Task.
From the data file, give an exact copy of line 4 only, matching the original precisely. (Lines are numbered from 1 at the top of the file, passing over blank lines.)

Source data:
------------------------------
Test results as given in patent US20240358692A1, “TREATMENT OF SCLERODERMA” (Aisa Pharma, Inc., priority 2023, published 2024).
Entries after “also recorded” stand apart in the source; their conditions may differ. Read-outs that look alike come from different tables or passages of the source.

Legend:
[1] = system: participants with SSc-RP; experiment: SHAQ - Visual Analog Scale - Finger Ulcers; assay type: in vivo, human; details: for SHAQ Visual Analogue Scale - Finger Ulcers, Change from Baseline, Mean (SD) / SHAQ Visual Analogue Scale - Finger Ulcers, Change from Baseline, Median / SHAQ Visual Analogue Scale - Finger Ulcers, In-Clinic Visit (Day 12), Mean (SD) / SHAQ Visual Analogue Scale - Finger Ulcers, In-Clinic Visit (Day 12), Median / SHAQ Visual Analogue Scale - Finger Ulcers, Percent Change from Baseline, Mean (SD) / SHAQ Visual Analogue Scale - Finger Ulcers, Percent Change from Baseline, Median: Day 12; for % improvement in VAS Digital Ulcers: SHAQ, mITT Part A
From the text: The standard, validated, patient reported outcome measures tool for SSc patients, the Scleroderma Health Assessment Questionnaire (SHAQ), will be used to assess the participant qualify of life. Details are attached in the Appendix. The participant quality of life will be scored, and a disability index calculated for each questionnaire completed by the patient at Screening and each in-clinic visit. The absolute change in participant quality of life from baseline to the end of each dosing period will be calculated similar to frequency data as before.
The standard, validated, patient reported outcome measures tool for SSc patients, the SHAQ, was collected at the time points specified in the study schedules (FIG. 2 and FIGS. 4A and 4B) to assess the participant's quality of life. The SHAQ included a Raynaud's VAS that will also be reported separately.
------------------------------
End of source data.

[1] = system: participants with SSc-RP; experiment: SHAQ - Visual Analog Scale - Finger Ulcers; assay type: in vivo, human; details: for SHAQ Visual Analogue Scale - Finger Ulcers, Change from Baseline, Mean (SD) / SHAQ Visual Analogue Scale - Finger Ulcers, Change from Baseline, Median / SHAQ Visual Analogue Scale - Finger Ulcers, In-Clinic Visit (Day 12), Mean (SD) / SHAQ Visual Analogue Scale - Finger Ulcers, In-Clinic Visit (Day 12), Median / SHAQ Visual Analogue Scale - Finger Ulcers, Percent Change from Baseline, Mean (SD) / SHAQ Visual Analogue Scale - Finger Ulcers, Percent Change from Baseline, Median: Day 12; for % improvement in VAS Digital Ulcers: SHAQ, mITT Part A